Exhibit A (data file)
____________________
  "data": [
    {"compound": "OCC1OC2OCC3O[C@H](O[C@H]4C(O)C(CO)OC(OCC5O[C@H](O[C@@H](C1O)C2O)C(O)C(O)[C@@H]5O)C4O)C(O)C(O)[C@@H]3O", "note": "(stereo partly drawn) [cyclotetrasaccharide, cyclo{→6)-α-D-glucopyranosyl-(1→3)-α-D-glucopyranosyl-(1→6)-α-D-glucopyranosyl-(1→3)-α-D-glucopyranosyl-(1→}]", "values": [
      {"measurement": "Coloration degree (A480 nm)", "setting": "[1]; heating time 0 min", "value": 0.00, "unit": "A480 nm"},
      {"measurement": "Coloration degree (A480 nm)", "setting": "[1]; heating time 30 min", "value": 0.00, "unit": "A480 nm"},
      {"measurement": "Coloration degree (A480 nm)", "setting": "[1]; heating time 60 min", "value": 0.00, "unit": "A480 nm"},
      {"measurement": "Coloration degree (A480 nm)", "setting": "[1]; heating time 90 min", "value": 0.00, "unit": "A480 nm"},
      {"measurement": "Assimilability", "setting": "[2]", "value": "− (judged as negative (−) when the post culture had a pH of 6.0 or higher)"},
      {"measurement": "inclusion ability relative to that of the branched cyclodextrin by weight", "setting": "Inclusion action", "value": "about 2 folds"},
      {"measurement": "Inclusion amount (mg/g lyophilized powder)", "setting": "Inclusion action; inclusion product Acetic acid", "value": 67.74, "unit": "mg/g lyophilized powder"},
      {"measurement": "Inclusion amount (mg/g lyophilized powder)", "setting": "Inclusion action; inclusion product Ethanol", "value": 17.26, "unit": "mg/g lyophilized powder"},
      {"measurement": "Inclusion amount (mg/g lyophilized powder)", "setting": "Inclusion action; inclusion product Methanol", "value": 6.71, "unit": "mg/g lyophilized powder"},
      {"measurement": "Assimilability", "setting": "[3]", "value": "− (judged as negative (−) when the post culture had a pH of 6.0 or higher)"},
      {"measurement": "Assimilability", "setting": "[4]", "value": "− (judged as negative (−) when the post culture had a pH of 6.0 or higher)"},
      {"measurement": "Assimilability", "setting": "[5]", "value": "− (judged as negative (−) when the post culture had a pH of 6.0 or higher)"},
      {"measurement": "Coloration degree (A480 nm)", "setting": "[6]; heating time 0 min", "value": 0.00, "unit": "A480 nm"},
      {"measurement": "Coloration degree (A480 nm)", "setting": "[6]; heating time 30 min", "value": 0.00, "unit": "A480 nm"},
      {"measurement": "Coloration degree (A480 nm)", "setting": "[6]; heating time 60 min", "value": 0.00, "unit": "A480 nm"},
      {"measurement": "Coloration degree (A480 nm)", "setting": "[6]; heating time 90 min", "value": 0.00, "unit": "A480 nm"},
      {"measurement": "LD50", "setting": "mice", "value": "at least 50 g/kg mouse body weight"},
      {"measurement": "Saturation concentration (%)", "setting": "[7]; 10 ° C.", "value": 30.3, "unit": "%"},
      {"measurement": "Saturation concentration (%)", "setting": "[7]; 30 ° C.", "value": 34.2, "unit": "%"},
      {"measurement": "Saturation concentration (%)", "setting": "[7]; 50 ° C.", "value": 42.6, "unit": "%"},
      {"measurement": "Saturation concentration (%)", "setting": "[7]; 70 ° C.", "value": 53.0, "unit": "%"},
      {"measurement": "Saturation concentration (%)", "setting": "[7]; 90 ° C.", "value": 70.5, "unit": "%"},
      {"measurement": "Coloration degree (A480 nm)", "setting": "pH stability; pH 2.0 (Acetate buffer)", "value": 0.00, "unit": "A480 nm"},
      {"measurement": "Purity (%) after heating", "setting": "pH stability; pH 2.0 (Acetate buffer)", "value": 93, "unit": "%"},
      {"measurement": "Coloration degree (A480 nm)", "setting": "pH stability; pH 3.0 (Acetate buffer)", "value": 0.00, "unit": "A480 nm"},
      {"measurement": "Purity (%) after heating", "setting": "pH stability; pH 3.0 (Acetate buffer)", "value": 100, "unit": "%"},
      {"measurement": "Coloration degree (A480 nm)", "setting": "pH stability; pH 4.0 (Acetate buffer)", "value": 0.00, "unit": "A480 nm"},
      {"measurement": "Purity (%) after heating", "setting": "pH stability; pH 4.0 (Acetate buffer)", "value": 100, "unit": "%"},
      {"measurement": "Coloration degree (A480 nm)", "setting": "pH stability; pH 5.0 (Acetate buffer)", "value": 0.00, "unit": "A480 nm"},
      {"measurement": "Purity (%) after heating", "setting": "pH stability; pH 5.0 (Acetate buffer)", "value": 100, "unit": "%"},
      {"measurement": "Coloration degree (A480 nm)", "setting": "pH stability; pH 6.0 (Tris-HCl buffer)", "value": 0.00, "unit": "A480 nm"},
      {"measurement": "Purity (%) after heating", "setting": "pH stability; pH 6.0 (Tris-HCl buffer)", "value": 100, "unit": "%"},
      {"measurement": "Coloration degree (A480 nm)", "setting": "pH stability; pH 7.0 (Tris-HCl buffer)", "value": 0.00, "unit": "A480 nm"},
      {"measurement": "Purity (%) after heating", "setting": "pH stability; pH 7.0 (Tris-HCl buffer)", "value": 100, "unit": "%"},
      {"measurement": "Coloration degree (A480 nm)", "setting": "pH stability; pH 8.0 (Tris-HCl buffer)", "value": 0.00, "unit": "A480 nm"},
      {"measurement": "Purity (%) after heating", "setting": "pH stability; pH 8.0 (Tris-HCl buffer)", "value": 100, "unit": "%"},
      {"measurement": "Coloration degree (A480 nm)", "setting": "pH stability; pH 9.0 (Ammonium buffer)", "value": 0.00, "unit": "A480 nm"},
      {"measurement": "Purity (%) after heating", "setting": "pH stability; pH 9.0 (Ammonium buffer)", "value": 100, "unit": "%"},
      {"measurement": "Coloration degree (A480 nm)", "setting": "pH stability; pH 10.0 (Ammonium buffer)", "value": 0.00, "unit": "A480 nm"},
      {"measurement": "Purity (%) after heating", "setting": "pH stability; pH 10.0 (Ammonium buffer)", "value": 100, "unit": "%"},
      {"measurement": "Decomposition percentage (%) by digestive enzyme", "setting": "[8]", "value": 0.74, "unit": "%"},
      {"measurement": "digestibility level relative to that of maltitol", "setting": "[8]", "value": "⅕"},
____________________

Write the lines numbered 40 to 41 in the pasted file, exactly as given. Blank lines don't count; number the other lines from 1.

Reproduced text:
      {"measurement": "Purity (%) after heating", "setting": "pH stability; pH 9.0 (Ammonium buffer)", "value": 100, "unit": "%"},
      {"measurement": "Coloration degree (A480 nm)", "setting": "pH stability; pH 10.0 (Ammonium buffer)", "value": 0.00, "unit": "A480 nm"},